But, hey, like Bill Parcells says: You are what your record says you are. And heading into Week 7, the Chiefs are 6-0, one of only two teams that can say that. It just so happens that the other team is in their division.
'Yep, this Saints' D looks familiar'
It is wholly unfair to judge the fantastic job Rob Ryan has done as the Saints' defensive coordinator based on the most Tom Brady play ever, the last second "There's no way he makes that throw -- HE JUST MADE THAT THROW!" game-winning touchdown pass to Kenbrell Thompkins.
Coming into the game, the Patriots' offense had looked ... well, like crap, which had everything to do with Brady playing pitch and catch with a bunch of young, inexperienced players and none of his top five receivers from last season, including Rob Gronkowski. The Saints, meanwhile, came to Foxboro ranked fourth in pass defense, a year after they ranked 28th. Put another way: Once you get past the bluster, Ryan knows what he's doing.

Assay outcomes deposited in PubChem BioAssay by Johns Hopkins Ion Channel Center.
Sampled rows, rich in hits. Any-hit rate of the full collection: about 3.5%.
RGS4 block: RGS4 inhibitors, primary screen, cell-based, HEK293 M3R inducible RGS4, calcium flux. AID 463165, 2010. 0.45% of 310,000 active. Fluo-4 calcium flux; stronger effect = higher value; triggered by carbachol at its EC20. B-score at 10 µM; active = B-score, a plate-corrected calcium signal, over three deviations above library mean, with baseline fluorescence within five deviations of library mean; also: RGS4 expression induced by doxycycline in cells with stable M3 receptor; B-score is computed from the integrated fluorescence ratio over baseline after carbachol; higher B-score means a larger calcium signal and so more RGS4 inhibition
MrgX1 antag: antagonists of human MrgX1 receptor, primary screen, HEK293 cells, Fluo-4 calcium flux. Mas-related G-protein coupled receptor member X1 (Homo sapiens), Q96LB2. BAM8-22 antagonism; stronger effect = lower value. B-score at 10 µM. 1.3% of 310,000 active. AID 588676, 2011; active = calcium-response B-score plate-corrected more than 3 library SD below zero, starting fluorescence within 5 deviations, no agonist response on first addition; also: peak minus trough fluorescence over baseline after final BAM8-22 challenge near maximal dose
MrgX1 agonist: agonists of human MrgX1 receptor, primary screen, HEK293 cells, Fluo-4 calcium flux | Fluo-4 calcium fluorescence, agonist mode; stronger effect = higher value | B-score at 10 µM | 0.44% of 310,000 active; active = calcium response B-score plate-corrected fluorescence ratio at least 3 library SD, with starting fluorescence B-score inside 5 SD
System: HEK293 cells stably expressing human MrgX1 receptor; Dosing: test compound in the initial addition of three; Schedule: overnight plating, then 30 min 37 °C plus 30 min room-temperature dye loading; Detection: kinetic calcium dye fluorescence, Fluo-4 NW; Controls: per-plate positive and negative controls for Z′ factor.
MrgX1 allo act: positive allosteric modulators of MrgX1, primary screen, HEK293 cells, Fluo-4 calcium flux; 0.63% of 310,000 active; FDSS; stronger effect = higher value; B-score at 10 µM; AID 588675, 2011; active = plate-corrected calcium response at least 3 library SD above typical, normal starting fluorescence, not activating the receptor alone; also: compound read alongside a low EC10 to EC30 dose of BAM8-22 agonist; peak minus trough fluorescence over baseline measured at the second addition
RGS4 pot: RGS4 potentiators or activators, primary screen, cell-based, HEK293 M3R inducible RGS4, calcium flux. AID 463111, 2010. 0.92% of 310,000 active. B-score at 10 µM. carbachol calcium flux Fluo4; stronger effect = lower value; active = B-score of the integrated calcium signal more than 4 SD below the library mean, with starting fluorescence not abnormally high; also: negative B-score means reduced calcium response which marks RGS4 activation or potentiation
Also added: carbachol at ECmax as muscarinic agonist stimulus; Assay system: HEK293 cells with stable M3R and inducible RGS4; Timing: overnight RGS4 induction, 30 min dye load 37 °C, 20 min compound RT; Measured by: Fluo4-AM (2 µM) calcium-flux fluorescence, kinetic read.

Even on that last, fateful play Brady had to make a perfect throw. NBC NFL analyst Tony Dungy complained Sunday after the game that the Saints' cornerbacks were playing off-coverage at the line of scrimmage, allowing the Patriots receivers free releases. Despite the four defensive backs in zone coverage at the goal line, it effectively meant Jabari Greer was in single coverage against Thompkins (which you can see below, on the left side of the screen shot).
Even still, look at the catch Thompkins had to make. It's absurd.
Maybe press coverage would've made a difference. Maybe it would have allowed another player to come open. Either way, the Patriots could run that play until the sun runs out of hydrogen and Brady might never again complete that throw to Thompkins.
Still not convinced? Via AdvancedNFLStats.com's win probability calculator, the Patriots trailed by one point with 2:50 to go, and faced a fourth-and-6 from their own 24-yard line. The chance of converting the first down: 3 percent. The chance of winning: 15 percent.